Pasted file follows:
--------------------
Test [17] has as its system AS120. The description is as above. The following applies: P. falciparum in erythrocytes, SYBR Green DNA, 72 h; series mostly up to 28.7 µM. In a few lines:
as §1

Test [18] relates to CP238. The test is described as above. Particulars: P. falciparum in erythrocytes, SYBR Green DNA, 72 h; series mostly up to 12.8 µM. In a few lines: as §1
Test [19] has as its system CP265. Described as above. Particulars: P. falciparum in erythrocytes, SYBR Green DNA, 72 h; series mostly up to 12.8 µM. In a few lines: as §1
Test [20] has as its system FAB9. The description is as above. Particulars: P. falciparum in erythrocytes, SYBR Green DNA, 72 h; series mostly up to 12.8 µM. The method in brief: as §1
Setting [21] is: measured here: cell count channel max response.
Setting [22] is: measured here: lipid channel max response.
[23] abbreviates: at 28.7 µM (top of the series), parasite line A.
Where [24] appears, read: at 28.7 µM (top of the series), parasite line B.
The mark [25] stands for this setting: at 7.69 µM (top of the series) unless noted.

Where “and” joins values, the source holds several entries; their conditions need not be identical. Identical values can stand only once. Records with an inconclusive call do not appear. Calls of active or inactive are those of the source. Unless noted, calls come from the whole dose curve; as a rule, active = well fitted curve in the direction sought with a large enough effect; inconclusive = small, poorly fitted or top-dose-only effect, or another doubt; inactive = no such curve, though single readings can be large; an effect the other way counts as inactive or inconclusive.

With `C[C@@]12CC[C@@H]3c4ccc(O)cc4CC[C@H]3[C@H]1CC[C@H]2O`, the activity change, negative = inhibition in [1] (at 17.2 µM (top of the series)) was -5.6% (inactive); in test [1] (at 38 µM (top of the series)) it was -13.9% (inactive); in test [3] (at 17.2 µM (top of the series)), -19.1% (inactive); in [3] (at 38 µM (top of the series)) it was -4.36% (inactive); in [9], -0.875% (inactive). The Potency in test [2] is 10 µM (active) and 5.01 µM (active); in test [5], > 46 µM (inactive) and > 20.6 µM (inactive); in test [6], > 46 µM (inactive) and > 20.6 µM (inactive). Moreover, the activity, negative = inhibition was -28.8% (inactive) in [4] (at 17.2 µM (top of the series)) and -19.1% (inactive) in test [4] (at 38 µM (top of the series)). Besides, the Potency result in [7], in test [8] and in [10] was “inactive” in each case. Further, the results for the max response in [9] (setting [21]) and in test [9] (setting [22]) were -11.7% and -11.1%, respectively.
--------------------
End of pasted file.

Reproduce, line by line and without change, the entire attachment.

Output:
Test [17] has as its system AS120. The description is as above. The following applies: P. falciparum in erythrocytes, SYBR Green DNA, 72 h; series mostly up to 28.7 µM. In a few lines:
as §1

Test [18] relates to CP238. The test is described as above. Particulars: P. falciparum in erythrocytes, SYBR Green DNA, 72 h; series mostly up to 12.8 µM. In a few lines: as §1
Test [19] has as its system CP265. Described as above. Particulars: P. falciparum in erythrocytes, SYBR Green DNA, 72 h; series mostly up to 12.8 µM. In a few lines: as §1
Test [20] has as its system FAB9. The description is as above. Particulars: P. falciparum in erythrocytes, SYBR Green DNA, 72 h; series mostly up to 12.8 µM. The method in brief: as §1
Setting [21] is: measured here: cell count channel max response.
Setting [22] is: measured here: lipid channel max response.
[23] abbreviates: at 28.7 µM (top of the series), parasite line A.
Where [24] appears, read: at 28.7 µM (top of the series), parasite line B.
The mark [25] stands for this setting: at 7.69 µM (top of the series) unless noted.

Where “and” joins values, the source holds several entries; their conditions need not be identical. Identical values can stand only once. Records with an inconclusive call do not appear. Calls of active or inactive are those of the source. Unless noted, calls come from the whole dose curve; as a rule, active = well fitted curve in the direction sought with a large enough effect; inconclusive = small, poorly fitted or top-dose-only effect, or another doubt; inactive = no such curve, though single readings can be large; an effect the other way counts as inactive or inconclusive.

With `C[C@@]12CC[C@@H]3c4ccc(O)cc4CC[C@H]3[C@H]1CC[C@H]2O`, the activity change, negative = inhibition in [1] (at 17.2 µM (top of the series)) was -5.6% (inactive); in test [1] (at 38 µM (top of the series)) it was -13.9% (inactive); in test [3] (at 17.2 µM (top of the series)), -19.1% (inactive); in [3] (at 38 µM (top of the series)) it was -4.36% (inactive); in [9], -0.875% (inactive). The Potency in test [2] is 10 µM (active) and 5.01 µM (active); in test [5], > 46 µM (inactive) and > 20.6 µM (inactive); in test [6], > 46 µM (inactive) and > 20.6 µM (inactive). Moreover, the activity, negative = inhibition was -28.8% (inactive) in [4] (at 17.2 µM (top of the series)) and -19.1% (inactive) in test [4] (at 38 µM (top of the series)). Besides, the Potency result in [7], in test [8] and in [10] was “inactive” in each case. Further, the results for the max response in [9] (setting [21]) and in test [9] (setting [22]) were -11.7% and -11.1%, respectively.